Finally got to meet the wonderful Sinead Norton, founder of Mums at work this week. Sinead wrote a feature piece on The Acupuncture Loft and me. We chatted about Acupuncture, The Loft, ADHD and much more. We both couldn't believe how much this particular blog post was shared. Possibly as the blog post's message (below) spoke to many, who may face different challenges in life but who still strive for more.
If you would like to know more about adult ADHD or the importance of neuro-diversity, please get in touch.
APRIL 23, 2018 SINEAD NORTON
Trish O’Hara, is mummy of a beautiful 5 year old girl and comes from Derry.
I asked her how she got into business and she said,
“After finishing my degree in traditional acupuncture & Western Bio Medicine. I co-founded the Portobello Acupuncture Project with a good friend in Notting Hill, London. We had literally no money, only 100% determination and some really great friends who supported us. We were based in a National Lottery funded community centre called the Tabernacle, which runs amazing events such as the Notting Hill Carnival, musical and drama theatre and the arts. After graduation, I was really taken by this new concept of community acupuncture. Basically this involves one large space, with several treatment beds or chairs and two or more acupuncturists. The idea is to reduce overhead costs and pass those saving onto to your clients by offering low cost treatments. Treating people at the same time in the same place, is traditionally how acupuncture is offered in China/Asia. In the beginning it was such a fight to convince the management team at the Tabernacle. I’m sure they give in because they couldn’t take anymore from this Northern Irish woman, who wouldn’t take no for an answer. We were told that Notting Hill was too affluent and wealthy to entertain a little project such as ours. Three months later: we had a six week waiting list, making more money in just one day that we could ever of done working independently, our project became a teaching clinic for acupuncture students and I was offered a position with Westminster City Council as part of their Occupational Health Team because of the success of the project.”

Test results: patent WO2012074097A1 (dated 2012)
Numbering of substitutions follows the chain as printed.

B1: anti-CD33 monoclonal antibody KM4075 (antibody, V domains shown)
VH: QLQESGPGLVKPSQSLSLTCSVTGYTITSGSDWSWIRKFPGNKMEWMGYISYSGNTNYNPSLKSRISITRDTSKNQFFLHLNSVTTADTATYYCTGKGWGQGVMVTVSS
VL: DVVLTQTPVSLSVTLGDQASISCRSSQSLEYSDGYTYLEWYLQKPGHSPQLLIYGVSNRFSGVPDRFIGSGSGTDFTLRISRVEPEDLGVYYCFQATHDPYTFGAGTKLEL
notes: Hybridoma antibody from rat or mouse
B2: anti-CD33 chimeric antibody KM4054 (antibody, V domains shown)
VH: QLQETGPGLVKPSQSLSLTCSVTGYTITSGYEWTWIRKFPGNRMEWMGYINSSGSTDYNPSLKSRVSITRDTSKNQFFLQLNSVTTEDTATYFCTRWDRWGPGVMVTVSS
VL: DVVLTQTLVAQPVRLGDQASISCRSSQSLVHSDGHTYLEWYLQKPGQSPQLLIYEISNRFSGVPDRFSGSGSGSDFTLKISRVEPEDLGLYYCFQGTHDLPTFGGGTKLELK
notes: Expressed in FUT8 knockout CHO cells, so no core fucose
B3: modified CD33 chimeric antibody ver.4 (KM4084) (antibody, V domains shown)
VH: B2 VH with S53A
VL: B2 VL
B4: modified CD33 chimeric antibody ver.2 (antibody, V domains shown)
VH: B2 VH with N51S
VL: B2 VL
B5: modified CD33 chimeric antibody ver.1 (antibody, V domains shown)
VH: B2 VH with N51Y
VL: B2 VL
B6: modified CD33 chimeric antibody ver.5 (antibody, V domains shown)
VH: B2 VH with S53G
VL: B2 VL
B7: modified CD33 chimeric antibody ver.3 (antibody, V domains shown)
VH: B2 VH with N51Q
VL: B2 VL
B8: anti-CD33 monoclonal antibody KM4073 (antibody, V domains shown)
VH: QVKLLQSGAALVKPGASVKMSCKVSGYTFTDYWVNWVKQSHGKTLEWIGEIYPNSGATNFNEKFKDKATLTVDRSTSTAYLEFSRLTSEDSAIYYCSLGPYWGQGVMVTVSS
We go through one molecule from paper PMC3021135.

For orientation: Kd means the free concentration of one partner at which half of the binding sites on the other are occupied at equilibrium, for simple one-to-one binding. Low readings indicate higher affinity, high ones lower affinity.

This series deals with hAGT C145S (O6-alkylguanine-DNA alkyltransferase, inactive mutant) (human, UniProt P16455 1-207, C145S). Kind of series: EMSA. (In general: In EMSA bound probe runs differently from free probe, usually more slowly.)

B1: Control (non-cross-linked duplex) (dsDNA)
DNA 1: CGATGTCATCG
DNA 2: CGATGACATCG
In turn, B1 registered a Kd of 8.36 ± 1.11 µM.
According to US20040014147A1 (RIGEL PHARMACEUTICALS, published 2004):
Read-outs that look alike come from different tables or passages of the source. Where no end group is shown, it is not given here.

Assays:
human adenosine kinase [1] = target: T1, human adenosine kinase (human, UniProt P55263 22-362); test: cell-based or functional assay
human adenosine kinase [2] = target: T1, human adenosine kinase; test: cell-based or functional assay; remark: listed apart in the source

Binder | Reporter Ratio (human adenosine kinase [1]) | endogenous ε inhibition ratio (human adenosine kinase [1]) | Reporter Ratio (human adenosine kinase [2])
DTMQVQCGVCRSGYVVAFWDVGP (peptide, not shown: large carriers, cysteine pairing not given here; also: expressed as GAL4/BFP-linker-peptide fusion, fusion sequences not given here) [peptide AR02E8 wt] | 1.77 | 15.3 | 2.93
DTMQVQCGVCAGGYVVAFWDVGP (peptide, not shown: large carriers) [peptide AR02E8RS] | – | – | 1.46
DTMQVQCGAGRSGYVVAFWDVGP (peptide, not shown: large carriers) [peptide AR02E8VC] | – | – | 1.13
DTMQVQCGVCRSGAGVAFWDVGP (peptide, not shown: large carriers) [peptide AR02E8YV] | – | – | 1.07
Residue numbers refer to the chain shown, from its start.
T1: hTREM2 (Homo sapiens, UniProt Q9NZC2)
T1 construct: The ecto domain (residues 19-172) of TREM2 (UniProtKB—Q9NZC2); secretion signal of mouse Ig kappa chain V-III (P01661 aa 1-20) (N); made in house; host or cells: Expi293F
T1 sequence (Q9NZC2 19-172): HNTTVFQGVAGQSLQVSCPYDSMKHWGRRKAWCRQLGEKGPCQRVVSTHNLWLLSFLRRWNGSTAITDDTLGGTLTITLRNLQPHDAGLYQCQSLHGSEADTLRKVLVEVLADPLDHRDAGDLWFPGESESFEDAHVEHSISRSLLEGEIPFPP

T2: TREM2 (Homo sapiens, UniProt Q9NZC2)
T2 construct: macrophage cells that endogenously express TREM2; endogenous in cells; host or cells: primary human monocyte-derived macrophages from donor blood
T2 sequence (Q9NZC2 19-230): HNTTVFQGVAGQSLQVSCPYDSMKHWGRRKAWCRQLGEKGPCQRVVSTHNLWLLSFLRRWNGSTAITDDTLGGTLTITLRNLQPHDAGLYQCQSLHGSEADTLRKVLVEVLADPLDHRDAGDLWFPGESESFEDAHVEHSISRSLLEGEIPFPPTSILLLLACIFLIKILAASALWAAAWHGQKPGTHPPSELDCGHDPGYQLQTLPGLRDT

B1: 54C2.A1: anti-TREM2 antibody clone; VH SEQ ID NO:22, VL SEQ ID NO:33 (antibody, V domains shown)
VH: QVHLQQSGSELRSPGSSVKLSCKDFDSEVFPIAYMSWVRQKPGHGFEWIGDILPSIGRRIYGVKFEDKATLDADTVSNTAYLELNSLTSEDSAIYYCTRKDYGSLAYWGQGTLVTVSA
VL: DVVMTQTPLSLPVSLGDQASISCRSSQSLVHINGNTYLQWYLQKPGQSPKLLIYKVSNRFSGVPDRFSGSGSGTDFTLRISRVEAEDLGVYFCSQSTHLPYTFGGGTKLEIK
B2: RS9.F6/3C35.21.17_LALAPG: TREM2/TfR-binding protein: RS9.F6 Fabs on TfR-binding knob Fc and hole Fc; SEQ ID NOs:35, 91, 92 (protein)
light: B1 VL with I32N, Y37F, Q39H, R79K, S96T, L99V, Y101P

I asked Trish what was her biggest struggle in her business and she said “Admitting that I need help and being able to ask for help. A few years ago, I was diagnosed with ADHD and Dyscalculia (difficulty in recognizing number sequences – dates, clock time), which is quite amusing in itself since I chose a numerical points based medicine as my profession. I thank acupuncture, for keeping me grounded and focused during my degree but some aspects of studying plus the administration side of business was very difficult. Mainly because I created some elaborate and amazing coping skills, so I wouldn’t need to ask for help. These coping skills allowed me to hide my conditions but it was detrimental to my confidence and well being. When I finally asked for help, a whole world opened up to me and I learned new ways to actively assist myself with book keeping and administration tasks (the world will not end if you need to delegate tasks). I was finally able to drop the shame about my conditions, embrace a new and easier way to do business and meet some other really successful people who just happen to have either ADHD, Autism, Dyscalculia and/or Dyslexia.”
Trish says that for her clients, illness can be isolating and frightening. Her clients met each other as strangers at the community acupuncture clinic in London and a lot of her regular client became friends with each other. She loves to see people establish relationships independent of the clinic, through a shared story of overcoming illness. She says, “I am most proud that I helped facilitate those relationships.”
To relax, Trish loves to have an acupuncture session, snuggle with her little one and catching up with friends. Trish now works and lives in Belfast. Please check out the Belfast Acupuncture Loft
Tel: 07525 419320